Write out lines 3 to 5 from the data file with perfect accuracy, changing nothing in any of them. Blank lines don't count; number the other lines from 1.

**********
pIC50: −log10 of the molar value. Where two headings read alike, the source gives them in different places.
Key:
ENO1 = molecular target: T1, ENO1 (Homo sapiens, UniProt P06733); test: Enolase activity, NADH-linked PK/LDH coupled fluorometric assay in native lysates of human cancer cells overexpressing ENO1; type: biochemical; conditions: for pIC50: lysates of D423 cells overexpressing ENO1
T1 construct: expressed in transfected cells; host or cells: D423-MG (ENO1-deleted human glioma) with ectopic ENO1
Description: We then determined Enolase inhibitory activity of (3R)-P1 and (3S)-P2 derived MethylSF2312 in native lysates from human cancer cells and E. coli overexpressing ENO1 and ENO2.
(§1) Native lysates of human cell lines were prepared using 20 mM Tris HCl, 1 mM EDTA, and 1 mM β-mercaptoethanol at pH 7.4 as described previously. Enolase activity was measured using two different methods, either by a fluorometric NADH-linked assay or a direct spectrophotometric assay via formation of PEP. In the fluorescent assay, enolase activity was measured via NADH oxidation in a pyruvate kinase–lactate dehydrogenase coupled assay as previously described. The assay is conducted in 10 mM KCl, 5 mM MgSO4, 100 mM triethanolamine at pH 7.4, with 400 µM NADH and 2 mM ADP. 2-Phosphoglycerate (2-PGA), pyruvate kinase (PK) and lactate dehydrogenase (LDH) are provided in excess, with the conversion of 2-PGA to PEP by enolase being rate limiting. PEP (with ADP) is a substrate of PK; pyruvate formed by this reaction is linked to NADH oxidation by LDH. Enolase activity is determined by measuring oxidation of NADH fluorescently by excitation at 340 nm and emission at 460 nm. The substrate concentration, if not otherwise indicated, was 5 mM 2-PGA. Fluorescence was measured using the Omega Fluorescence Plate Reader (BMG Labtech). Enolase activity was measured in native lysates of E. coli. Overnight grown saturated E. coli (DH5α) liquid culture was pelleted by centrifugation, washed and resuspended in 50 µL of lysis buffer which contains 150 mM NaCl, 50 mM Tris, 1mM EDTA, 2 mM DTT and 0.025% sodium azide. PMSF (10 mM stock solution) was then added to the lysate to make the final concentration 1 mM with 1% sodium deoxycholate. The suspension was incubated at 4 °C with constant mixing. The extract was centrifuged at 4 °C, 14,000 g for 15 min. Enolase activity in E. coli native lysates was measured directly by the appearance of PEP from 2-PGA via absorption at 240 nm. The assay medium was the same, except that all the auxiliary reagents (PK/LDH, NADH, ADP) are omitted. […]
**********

ENO1 = molecular target: T1, ENO1 (Homo sapiens, UniProt P06733); test: Enolase activity, NADH-linked PK/LDH coupled fluorometric assay in native lysates of human cancer cells overexpressing ENO1; type: biochemical; conditions: for pIC50: lysates of D423 cells overexpressing ENO1
T1 construct: expressed in transfected cells; host or cells: D423-MG (ENO1-deleted human glioma) with ectopic ENO1
Description: We then determined Enolase inhibitory activity of (3R)-P1 and (3S)-P2 derived MethylSF2312 in native lysates from human cancer cells and E. coli overexpressing ENO1 and ENO2.